In the four games Toronto has played, they have come away with three points in Champions League play and one point in MLS games. They get set to travel to Dallas next Saturday.

Len Grammenopoulos

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Only two miles separate them now

You might not know it from their lacklustre loss to Wigan today, but the recent form of Champions League debutants Tottenham Hotspur has got the attention of rival Gunners fans. Today, new blogger and Arsenal supporter Sam Saunders offers some praise for the local Lillywhites, who’ve just been drawn against their neighbourhood rivals in the Carling Cup.


Whisper it quietly around Holloway, but the boys from Tottenham are narrowing the gulf that has separated them and the old enemy down the road for so many years. Though Arsenal has qualified for the Champions League every year for 13 under the tenure of Arsene Wenger, Spurs will now rub shoulders with the very best along with their North London neighbours. And boy, does it hurt.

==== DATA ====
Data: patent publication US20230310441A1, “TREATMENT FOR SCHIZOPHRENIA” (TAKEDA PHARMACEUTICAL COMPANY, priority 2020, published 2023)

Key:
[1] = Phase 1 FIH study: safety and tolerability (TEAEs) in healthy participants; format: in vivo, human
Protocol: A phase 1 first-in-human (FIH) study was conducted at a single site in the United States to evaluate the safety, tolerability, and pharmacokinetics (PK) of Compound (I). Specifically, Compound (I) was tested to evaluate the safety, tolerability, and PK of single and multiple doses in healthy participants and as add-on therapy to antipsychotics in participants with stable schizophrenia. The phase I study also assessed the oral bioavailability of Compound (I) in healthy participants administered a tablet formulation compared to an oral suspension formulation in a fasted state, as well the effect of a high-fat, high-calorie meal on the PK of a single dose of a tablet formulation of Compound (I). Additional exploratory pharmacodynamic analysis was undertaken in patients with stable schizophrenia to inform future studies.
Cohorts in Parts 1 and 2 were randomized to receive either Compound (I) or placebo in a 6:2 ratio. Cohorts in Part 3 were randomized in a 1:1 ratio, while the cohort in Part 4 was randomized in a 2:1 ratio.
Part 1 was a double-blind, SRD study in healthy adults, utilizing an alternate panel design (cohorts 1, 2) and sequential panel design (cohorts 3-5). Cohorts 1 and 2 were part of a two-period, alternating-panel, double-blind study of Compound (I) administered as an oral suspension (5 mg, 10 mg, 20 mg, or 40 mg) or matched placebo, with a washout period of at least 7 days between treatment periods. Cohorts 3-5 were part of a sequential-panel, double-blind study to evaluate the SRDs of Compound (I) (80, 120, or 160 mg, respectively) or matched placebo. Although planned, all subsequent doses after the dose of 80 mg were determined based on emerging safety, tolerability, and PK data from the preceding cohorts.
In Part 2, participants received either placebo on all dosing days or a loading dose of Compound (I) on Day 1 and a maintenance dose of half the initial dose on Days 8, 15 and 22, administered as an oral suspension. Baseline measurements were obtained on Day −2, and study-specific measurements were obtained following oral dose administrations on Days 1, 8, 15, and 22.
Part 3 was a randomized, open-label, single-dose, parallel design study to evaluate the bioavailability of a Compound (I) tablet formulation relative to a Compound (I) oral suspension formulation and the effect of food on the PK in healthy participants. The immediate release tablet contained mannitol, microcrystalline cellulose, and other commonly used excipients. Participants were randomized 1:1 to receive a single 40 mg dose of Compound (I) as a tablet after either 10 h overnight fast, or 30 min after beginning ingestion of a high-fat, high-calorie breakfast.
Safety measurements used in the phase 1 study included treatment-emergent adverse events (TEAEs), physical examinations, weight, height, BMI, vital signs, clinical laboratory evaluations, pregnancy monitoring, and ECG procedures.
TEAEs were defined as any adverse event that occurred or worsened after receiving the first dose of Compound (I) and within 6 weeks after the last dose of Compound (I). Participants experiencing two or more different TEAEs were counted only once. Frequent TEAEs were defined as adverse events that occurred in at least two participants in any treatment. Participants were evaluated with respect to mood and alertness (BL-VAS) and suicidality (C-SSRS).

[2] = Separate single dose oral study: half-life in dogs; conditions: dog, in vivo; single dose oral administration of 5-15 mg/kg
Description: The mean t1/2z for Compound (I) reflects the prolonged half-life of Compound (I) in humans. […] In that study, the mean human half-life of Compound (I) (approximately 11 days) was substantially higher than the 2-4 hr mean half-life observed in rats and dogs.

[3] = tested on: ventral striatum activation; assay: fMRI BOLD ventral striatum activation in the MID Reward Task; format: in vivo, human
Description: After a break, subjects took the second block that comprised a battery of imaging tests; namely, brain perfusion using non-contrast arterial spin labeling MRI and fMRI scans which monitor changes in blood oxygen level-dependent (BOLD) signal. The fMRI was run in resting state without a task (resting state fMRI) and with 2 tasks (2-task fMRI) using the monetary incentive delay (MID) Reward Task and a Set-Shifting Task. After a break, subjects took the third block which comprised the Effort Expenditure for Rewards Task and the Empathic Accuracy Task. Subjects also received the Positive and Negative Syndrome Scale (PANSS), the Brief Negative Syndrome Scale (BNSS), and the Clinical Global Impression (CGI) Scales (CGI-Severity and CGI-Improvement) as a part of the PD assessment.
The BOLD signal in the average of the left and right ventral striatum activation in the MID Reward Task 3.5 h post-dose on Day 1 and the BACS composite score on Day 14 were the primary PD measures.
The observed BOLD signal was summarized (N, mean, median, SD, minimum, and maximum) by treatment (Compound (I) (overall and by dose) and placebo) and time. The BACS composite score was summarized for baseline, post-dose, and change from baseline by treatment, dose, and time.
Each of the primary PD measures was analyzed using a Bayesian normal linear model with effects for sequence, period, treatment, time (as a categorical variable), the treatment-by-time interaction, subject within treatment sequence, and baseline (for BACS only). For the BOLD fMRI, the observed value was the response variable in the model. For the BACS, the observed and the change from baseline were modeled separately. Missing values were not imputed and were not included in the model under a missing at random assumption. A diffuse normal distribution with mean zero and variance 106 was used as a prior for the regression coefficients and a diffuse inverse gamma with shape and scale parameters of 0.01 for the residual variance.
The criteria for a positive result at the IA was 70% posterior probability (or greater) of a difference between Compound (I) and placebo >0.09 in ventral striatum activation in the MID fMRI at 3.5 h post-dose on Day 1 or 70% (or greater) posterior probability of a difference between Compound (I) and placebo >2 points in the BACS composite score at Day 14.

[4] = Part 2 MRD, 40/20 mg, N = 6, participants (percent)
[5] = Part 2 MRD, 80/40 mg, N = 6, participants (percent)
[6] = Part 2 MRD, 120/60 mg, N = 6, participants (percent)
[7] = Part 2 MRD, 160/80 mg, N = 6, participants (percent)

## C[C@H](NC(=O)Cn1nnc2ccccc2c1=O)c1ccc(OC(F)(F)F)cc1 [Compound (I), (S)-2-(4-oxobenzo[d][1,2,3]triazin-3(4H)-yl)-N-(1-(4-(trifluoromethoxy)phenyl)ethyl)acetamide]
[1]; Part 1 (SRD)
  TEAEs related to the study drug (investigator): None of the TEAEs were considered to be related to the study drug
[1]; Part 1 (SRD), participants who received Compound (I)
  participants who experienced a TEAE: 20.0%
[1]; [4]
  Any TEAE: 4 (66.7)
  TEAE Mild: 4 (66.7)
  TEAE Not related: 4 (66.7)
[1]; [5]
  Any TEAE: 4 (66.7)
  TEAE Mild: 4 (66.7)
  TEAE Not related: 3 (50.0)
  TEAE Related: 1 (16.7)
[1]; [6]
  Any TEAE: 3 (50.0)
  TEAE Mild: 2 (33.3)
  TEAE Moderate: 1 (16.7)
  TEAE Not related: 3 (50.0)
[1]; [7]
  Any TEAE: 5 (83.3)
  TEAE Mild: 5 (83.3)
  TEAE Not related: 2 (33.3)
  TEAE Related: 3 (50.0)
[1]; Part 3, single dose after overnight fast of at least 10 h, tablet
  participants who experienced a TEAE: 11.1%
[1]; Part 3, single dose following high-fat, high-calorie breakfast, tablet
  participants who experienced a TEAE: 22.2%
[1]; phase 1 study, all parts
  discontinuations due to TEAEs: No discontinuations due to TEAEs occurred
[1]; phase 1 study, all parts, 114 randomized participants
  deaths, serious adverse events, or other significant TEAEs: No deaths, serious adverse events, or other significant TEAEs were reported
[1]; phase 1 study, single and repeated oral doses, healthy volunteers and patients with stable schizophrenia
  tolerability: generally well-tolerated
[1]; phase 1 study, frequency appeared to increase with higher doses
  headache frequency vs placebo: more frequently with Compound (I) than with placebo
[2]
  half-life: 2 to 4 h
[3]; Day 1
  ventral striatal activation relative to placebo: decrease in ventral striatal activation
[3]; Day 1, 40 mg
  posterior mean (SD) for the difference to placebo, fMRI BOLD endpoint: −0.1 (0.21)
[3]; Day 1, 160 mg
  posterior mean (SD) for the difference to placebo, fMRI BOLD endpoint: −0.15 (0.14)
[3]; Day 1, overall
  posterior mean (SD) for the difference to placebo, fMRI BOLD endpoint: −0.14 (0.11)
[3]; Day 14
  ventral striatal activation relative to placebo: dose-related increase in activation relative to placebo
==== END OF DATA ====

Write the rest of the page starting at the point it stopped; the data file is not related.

Tottenham’s meteoric rise under Harry Redknapp is one of storybook proportions. Lying perilously close to the trap door to the Championship when he arrived, ’Appy ’Arry transformed the club within a matter of weeks, starting with the now infamous 4-4 draw away at Arsenal in October, 2008. Casual defending and a refusal to run the ball to the corner cost the Reds dearly that night, and they threw away two goals in the dying moments to a Spurs team that could smell blood.